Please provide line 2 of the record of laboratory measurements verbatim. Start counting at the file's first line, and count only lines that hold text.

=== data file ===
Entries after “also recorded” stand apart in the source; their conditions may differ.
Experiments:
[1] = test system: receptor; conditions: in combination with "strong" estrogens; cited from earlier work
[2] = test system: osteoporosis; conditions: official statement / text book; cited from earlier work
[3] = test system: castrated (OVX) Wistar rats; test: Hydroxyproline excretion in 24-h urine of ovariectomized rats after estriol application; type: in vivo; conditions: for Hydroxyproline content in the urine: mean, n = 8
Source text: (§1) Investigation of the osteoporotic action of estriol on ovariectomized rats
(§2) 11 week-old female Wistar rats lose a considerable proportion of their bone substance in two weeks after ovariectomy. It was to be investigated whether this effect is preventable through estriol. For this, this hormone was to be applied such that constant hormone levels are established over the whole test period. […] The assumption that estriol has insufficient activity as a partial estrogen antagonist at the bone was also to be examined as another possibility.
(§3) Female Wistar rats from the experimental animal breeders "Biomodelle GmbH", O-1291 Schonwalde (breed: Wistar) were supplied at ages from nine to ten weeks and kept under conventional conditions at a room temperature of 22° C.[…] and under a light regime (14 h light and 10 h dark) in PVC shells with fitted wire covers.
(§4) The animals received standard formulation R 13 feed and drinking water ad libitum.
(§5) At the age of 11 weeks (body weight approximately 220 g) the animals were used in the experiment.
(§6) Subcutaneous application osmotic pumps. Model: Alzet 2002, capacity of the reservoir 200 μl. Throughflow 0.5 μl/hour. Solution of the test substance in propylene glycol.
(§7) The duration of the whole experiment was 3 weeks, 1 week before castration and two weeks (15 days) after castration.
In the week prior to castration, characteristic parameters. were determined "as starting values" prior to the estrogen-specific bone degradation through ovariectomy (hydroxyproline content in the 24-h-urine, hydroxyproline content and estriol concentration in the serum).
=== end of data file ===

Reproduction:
Experiments: